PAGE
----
ADAM: It was really crazy. The session I went to was the first co-sponsored Project M session and it was in collaboration with Winterhouse Institute (the people behind designobserver.com). First of all, getting to meet the amazing roster of famous designers that came through our house in the two weeks we were there was really fun. Getting to know John Bielenberg, as well as Bill Drenttel and Jessica Helfand of Winterhouse, was a really inspirational kick in the pants. That said, the actual work was really difficult and oftentimes not very fun. I worked with some very cool people in my M group, but trying to do something so ambitious in two weeks was contentious. The play time however was unforgettable (Shout out to the Sharon Valley Tavern). John, Bill, and Jessica, gave us all the freedom in the world to think outside the box, but time caught up and I think our project may seem derivative of other Project M projects.

Pizza Farm was the name we gave our event, and it consisted of giving away 300 personal sized pizzas—made with locally grown ingredients (down to the dough and sauce)—to people from all over the region (NW CT, NY, and MA). I could never describe all the steps we went through to get there, but know that the two weeks I spent at Wintershack were filled with booze, arguments, and breaking and entering.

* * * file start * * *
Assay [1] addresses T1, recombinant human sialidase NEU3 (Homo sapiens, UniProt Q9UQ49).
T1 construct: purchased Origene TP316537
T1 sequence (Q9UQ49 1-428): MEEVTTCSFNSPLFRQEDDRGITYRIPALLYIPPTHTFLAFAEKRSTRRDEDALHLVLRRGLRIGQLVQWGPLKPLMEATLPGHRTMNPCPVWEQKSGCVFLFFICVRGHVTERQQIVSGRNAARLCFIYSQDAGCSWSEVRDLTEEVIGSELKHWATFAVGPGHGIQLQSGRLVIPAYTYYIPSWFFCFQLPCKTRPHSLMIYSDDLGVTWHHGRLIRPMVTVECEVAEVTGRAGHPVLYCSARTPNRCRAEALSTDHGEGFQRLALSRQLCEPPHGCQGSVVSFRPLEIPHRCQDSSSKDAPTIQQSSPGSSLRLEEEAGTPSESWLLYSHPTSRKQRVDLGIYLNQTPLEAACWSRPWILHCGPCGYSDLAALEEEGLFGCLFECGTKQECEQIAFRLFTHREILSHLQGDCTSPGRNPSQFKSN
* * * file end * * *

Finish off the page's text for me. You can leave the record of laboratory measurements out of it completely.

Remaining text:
LUKE: Has your experience with Project M affected the way you approached work at Momentum?

ADAM: I don’t think so. I think Project M is totally different from the world of clients, especially in advertising. I would like to spend more of my time doing free form stuff like Project M though. Hopefully I will be able to jump back in and work on another project with John soon. Stuff is in the works.



LUKE: At Momentum, you played a role in the planning for the Verizon DROID launch party. On your website you mention simultaneous events in NY and SF, as well as recruiting some high-profile stage acts! What was it like, being a part of that?